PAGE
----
Here are 7 militaries that still view four-legged creatures as part of the first line of defense:
1. India’s 61st Cavalry and Border Security Force
India was ranked 4th on our list of top militaries in the world. Surprisingly for such a powerful force, it has two units that ride animals into battle, mostly in desert areas where heavy vehicles would be bogged down.
India’s 61st Cavalry Regiment is thought to be the last fully-operational, horse-mounted army regiment in the world. It is deployed primarily in an internal security role. When the 61st does ride out to the borders, it’s usually to support the Indian Border Security Force. The BSF is also mounted, primarily on camels.
2. Chilean Army Horse Units
Chile lists four horse units on its published list of Army units from 2014, though it’s not clear which of them still actually ride into combat. But, the army does still send scouts into the rough Andes mountains on horseback. Many of the mountain passes are nearly impassable for vehicles and the horses can travel on small paths through the rocks.
Interestingly, Chile’s annual military parade began including horse artillery again in 2000, after 30 years of not parading it. (Bouncing back from budget cuts, perhaps?)
Germany maintains one pack animal company in support of its Reconnaissance Battalion 230. Though the company primarily focuses on using mules and horses as pack animals, its soldiers can also ride when they need to cover ground quickly in the mountains.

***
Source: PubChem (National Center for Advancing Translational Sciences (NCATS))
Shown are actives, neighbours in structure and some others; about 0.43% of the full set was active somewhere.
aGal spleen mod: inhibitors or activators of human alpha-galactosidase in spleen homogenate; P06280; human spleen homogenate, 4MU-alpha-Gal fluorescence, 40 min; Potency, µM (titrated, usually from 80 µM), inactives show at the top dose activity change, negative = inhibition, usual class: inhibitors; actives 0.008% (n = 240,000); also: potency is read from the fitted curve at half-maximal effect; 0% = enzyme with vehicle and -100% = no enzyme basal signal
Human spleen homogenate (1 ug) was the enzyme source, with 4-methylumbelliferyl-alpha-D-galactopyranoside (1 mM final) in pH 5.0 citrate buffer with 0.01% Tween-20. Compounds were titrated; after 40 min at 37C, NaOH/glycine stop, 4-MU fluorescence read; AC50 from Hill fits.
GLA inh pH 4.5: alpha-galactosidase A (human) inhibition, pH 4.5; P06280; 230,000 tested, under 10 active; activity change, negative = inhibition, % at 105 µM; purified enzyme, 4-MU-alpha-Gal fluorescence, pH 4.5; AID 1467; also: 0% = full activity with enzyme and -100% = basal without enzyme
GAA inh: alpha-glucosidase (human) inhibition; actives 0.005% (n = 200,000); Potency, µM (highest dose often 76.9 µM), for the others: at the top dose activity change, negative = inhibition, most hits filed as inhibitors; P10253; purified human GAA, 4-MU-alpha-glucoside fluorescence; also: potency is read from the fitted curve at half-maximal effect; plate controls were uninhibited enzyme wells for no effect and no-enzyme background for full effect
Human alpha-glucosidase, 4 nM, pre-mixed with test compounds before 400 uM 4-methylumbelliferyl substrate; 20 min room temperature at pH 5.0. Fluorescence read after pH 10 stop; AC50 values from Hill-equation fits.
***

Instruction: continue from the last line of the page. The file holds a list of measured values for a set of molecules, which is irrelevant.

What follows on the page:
4. The United Nations
The United Nations puts together peacekeeping forces to patrol some of the most austere environments in the world and sometimes has to form forces of mounted cavalry.
In the above photo, Dutch soldiers assigned as peacekeepers ride camels while enforcing a 2002 ceasefire between Eritrea and Ethiopia. The large deserts of Iraq and Syria could make mounted troops necessary if the UN decides to send personnel to the conflicts there.
5. The U.S. Marine Corps and special forces
Following the use by special forces soldiers of horses during the invasion of Afghanistan in 2001, the U.S. has shown interest in expanding its mounted training. The only current mounted training area for U.S. forces is the Marine Corps Mountain Warfare Training Center in California.
The school recently hosted training for special forces operators where the soldiers learned how to tell the age and temperament of horses and other pack animals. They also got time in the saddle and experience packing the animals with crew-served weapons and other equipment.
China uses mounted soldiers to police areas of the Inner Mongolian Autonomous Region, according to blogs that follow Chinese military developments. About 140 horses are tended to in Mongolia’s historic grasslands. The full unit is only present with the horses for the spring and summer though. Once the cold weather settles in, the staff that supports the herd drops to six people.
The Jordanian Public Security Force has a Desert Camel Corps that patrols the country’s desert borders. The actual camel riders are limited to one 40-man platoon. The riders spend most of their time assisting travelers and stopping smugglers. The desert riders could be called on to watch for incursions by ISIS, since Jordan shares borders with both Iraq and Syria.